excerpt from my book on technology, terrorism, and
DHS, tentatively titled "Skating on Stilts." (If you want to
read the excerpts in a more coherent fashion, try the categories on the
right labeled "Excerpts from the book." I'm afraid I can't fix the bug
in TypePad that prevents me from putting them in the category in
reverse-chronological order, but I have started putting chapters up in
pdf form from time to time.) Comments and factual quibbles
are welcome, either in the comments section or by email:
firstname.lastname@example.org. If you're dying to order the book, send
mail to the same address.
Cybersecurity regulation had been talked about for years. The Bush Administration had floated the possibility in 2002. Or, to be more precise, Richard Clarke had floated the idea.
Clarke was a flamboyant bureaucratic warrior camouflaged by the dress and haircut of a high school math teacher. A career official with a knack for building empires -- and making enemies -- he had risen to take charge of both cybersecurity and terrorism policy in President Clinton’s National Security Council. He later became famous briefly for his scathing denunciation of the Bush White House’s response to terrorism warnings. But in 2000 he was better known as the man who had sponsored the failed Clinton Administration plan to build a monitoring network.
Clarke was held over by the Bush Administration, with the same two portfolios he had held under President Clinton -- terrorism and cybersecurity. But he never seems to have gained the same support in the new Administration as he had in the old one. After the attacks of 9/11, pushed out of the terrorism job, he poured himself into his cybersecurity role, spending much of 2002 drafting a strategy for the new Administration.
Always a hard-charger, Clarke had high ambitions for his new effort. He planned a grand event to unveil the strategy in September of 2002. Reportedly, the strategy sidled up toward new mandates for industry, calling on technology companies to contribute to a security research fund and pressing Internet service providers to bundle firewalls and other security technology with their services. But just days before the event, Clarke’s wings were publicly clipped. Industry had found more sympathetic ears at the White House, and he had too few friends at the top. His carefully honed strategy was unveiled, not as a final document but merely as a draft, for comment. And even for that purpose, anything that could offend industry, anything that hinted at government mandates, was stripped out.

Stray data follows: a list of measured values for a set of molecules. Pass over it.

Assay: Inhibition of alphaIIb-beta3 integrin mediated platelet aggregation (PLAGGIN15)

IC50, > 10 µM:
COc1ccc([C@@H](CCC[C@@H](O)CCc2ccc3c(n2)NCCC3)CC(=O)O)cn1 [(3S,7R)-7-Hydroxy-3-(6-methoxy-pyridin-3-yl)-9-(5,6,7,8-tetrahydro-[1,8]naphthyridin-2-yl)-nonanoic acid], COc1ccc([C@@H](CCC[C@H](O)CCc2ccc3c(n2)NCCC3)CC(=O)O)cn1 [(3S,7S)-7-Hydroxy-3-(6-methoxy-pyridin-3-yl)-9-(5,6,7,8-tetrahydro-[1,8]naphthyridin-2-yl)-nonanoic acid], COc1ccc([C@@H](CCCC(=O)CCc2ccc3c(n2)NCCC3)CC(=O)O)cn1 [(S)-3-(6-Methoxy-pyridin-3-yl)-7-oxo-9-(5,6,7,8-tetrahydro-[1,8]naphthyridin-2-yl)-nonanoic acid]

For Clarke it must have been the final straw. He’d already been pulled off the terrorism account with brutal swiftness after 9/11, and now his year of effort on cybersecurity had ended in a public rejection of his work.
He stayed in the White House just long enough to produce a final strategy document that was as tepid as the draft. Then he quit.
Industry had claimed another scalp in its long campaign to head off federal mandates aimed at improving computer security. The President (though not industry) eventually paid a heavy price for Clarke's resentment. The one-time security adviser became a harsh Bush critic, in testimony before the 9/11 Commission and other writings.
I thought of Clarke’s fate as we put together the report. Regulation had become an electrified third rail. Especially in a generally business-friendly administration, advocating more regulation was not likely to be career-enhancing.
But the status quo clearly wasn’t working. Moore's law was working against us. We had to find a way to change incentives, to get information technologists to start building security into the foundation of our networks. It’s not that I thought regulation was always going to be the right answer. But I was sure that it had to be on the table. Especially because regulation didn’t have to mean classic command-and-control Federal Register rulemaking.
Government doesn’t have to issue mandatory rules to influence private sector behavior. It can use a variety of incentives to encourage security. So the policy office laid out a range of approaches, ranging from soft to hard.